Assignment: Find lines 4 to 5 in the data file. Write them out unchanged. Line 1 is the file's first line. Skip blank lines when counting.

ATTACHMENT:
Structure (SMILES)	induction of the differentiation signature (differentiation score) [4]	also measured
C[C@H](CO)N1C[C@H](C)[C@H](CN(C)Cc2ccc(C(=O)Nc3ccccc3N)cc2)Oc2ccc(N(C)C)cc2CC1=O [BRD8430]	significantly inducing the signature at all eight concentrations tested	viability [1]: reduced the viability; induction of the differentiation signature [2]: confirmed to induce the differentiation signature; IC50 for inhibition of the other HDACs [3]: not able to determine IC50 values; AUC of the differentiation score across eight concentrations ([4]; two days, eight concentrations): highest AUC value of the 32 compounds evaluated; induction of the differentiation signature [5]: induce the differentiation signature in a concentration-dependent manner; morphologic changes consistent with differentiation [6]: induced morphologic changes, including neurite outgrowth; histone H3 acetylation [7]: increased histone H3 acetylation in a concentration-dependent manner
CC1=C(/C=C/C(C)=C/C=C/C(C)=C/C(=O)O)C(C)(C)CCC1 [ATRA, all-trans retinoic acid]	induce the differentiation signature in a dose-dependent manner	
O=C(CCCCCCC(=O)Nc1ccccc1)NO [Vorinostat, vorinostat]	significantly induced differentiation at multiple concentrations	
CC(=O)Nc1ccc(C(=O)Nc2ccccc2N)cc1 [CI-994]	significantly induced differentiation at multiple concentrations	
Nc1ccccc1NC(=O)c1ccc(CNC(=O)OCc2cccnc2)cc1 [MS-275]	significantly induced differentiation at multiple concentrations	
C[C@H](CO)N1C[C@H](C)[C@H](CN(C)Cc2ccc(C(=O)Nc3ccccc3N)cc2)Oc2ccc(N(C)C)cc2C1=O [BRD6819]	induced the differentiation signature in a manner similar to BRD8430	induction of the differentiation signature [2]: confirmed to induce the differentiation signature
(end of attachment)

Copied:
O=C(CCCCCCC(=O)Nc1ccccc1)NO [Vorinostat, vorinostat]	significantly induced differentiation at multiple concentrations	
CC(=O)Nc1ccc(C(=O)Nc2ccccc2N)cc1 [CI-994]	significantly induced differentiation at multiple concentrations	